Limit lifting over 15 pounds or strenuous activity for 2-3 days. This includes no running, jogging or stair climbing. Most men go back to work in a couple of days. (Fridays are an excellent time to do this procedure. 1 day of work missed, at most.)
Be prepared to rest for a day or so after the procedure
Wear briefs (not boxers) to keep the scrotum from moving, this will help keep swelling down.
Are there any complications to vasectomy?
We will give you a SpermCheck kit to take home. This can be done in the privacy of your home, with immediate results. Mark your calendar for 3 months after the procedure to do this check, and then the second test, one month later. You will not receive a reminder, so mark your calendar. The kit includes instructions which we will go over at the time of your procedure. Until you’ve taken your test and have a negative result, use some type of contraception.
There are a few very uncommon complications that may occur after the procedure.
Epididymitis, which is pain and/or swelling of the epididymis (area where sperm matures and is stored); usually goes away with use of Motrin or Advil (ibuprofen).
Hematoma, which is bleeding inside the scrotum that may cause painful swelling shortly following a vasectomy (I’ve never had a patient develop one).
Infection. Infection of the incision site, or deeper tissue, occurs in less than 1 percent of all cases. (Again, I’ve never had a patient develop an infection.)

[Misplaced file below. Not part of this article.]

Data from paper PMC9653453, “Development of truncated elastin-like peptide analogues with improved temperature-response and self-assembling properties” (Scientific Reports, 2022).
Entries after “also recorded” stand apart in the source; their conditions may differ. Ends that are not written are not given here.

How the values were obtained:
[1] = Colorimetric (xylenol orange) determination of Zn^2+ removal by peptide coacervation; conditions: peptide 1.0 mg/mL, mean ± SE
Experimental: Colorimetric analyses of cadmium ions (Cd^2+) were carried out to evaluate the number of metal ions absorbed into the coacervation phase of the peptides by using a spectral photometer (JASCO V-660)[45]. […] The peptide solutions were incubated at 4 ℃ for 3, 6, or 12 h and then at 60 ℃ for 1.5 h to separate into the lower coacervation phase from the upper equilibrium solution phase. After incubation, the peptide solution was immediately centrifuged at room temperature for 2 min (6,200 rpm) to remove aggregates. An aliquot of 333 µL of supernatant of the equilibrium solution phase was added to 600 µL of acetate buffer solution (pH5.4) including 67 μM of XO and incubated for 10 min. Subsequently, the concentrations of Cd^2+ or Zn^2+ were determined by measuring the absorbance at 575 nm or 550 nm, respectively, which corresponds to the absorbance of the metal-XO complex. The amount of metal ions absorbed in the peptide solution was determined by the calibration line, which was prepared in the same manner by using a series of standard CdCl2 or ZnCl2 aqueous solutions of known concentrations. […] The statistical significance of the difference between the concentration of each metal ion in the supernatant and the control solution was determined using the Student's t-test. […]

Recanalization – Happens in less than 1 in 2,000 cases. It is the spontaneous rejoining of the severed vas connection through the scar tissue. This can be detected by semen analysis at regular intervals.
Persistence of sperm right after the procedure may indicate too few ejaculations. It takes 20-25 ejaculations to clear sperm from the vas deferens. Postoperative semen analysis requires 2 samples (within 3 months) without motile sperm for the surgery to be considered a success.
Does a married man have to have his wife's written permission to have a vasectomy?
Sperm Granulomas - a small and usually painless lump at the site of a vasectomy and caused by sperm leakage from the cut end of the vas. This does not pose a danger and usually resolves over time.
No, this is not true. Any adult who wants to consent to vasectomy can have it done.
Posted: April 1, 2014 by